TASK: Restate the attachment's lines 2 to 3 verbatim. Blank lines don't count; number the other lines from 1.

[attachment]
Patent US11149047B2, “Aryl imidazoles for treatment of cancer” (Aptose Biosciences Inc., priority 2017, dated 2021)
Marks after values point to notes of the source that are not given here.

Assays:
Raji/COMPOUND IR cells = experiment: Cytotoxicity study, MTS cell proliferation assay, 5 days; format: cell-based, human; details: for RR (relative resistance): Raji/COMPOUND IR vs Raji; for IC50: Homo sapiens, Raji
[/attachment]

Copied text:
Marks after values point to notes of the source that are not given here.

Assays: